The ruins which mark the ancient shrine of Sharada has a few description as the only account he was able to trace and which is also recorded in Gazette of Kashmir. The temple is approached from the lower slope of the hill in the west by an imposing stone staircase. The entrance is through a gateway provided with the usual double porch ofKashmir architecture. The temple which occupies the centre of the quadrangle, forms a square cella conforming in plan and elevation to the usual features of Kashmiri architecture.

According to the author, at the time of his visit, a red cloth canopy with plenty of tinsel surmounted the sacred spot. Conches, bells and other implements of worship filled the remainder of the interior spaces. The author remembers that it is evident that a shrine erected at a site so popular and renowned from early times would be sure of continued attention and hence there has been repeated restorations. He further states that the solidity of construction and massiveness of material surpasses in its present state of preservation many of the most famous monuments of Kashmir architecture, seems to indicate a comparatively later date.

According to Chandra Pandit’s relation, who gave the description to M.A. Stein, the temple had been almost deserted during the time preceding the Sikh invasion, when the Mohammadan Rajas ruled as practically independent chiefs in the Kisanganga Valley. The temple was subsequently repaired by Maharaja Gulab Singh.

The author states that according to the information given by Chandra Pandit, the pilgrimage to the shrine takes place regularly in the bright half of the month of Bhadrapada. The pilgrims start their journey on the 4th day of Bhadrapada and perform the visit to the Saradakunda and perform the Sraddhas. The author further says that whatever be the historic value of the story related may be, it is clear that the particular reference to Sharada could not have been introduced if it had not been known that the fame of Sharada had spread even to far off regions.

These facts are also reported by Alberuni who had heard of Shrine of Sharada during his stay in Punjab. Alberuni speaks of the wooden idol of Sharada and that it was much venerated and frequented by pilgrims. He describes its position accurately enough as being “in inner Kashmir, about two or three days journey from the capital in the direction towards the mountains of Bolor”. Alberuni mentions Sharada not in his description of Kashmir but in his account of the most famous idols of the Hindus, immediately after the image of the Sun God at Multan, the Vishnu Cakrasvamin of Thaneshwar and the Linga of Somanath.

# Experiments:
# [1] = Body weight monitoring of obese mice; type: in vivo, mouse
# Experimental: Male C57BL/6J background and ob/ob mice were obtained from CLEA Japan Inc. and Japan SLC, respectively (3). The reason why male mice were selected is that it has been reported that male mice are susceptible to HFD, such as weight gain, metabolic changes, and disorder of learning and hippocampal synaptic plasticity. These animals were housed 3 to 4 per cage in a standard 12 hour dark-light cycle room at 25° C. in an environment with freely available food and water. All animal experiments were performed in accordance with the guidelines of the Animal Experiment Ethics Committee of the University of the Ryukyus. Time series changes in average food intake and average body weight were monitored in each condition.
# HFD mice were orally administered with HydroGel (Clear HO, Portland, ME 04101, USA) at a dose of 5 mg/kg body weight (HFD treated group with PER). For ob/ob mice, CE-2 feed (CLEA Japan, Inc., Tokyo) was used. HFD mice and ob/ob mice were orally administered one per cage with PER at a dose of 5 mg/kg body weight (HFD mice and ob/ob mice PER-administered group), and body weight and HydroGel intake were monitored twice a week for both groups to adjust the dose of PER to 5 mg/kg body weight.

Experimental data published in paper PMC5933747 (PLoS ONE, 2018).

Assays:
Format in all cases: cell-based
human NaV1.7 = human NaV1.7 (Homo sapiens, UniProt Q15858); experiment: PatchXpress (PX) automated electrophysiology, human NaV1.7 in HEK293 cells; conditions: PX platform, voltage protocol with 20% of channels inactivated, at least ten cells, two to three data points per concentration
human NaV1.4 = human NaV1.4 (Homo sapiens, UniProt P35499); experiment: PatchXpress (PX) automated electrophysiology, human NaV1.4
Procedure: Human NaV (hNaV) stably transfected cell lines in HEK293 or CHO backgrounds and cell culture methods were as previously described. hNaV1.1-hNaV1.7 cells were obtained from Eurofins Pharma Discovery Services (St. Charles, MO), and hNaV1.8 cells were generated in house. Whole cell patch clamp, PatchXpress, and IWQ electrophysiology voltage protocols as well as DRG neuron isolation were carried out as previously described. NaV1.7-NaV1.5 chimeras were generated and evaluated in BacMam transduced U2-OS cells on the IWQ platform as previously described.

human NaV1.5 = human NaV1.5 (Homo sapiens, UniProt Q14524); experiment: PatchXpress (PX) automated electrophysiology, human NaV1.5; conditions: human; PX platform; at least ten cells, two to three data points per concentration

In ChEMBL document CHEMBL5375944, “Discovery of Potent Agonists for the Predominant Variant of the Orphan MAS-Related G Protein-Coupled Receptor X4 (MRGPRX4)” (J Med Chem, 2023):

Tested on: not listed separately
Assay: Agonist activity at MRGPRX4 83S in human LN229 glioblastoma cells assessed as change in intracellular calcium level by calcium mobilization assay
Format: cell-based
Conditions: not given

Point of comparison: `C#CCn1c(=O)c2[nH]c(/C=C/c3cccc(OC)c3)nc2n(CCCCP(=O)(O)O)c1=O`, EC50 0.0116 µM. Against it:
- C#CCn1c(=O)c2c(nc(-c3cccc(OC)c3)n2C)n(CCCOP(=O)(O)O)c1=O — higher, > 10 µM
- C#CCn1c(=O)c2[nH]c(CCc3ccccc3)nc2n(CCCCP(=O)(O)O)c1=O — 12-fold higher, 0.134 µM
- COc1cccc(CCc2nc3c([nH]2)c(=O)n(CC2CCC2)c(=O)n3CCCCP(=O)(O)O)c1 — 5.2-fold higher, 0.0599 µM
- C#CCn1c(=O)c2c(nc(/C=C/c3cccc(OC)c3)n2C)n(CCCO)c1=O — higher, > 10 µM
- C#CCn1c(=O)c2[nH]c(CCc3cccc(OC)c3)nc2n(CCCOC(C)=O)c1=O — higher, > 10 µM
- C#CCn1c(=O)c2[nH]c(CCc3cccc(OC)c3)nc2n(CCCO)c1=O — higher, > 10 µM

The author adds that Prof. Buhler was undoubtedly right when he treated the statement of the Prabhavakacarita that all manuscripts had come from the temple ofSaraswathi in Kashimr. The Temple of Saraswathi means the shrine of Sharada, the two names being ordinarily considered designations of the identical deity. Reference to the Sharada temple is of interest because it leads us to the probable reason for the far spread renown of this particular Thirtha. Kashmir has claimed from early times to be the land beloved by Saraswathi – Sharada and such designations as Sharadapeetha, Sharadamandala etc, have been and are still in common use.

In addition, Shankaracharya had visited Kashmir and had received the honour of ascending the Sarvajna Peetha. There is a Hill in the vicinity of Srinagar named after him and Amarnath as also Vaishno Devi which attract thousands of pilgrims every year together prove that Kashmir is an inseparable part of Bharat, the land created by God.

I have ascertained from Dr. Karan Singh, my colleague in Rajya Sabha that at present it is located in Pak occupied Kashmir. S.M. Krishna, ex-minister of External Affairs in his speech while inaugurating ‘KASHMIRI BHAVAN’ in the city of Bangalore,on Sunday, the 6th October 2013 has rightly stated that India should take back that area which is part and parcel of Bharat in terms of the resolution passed by the Parliament.

Thus, Sharada Shrine has been the crest jewel of Kashmir, the crown of Bharat and it should be rebuilt as a grand temple to remind the Nation of its past glory.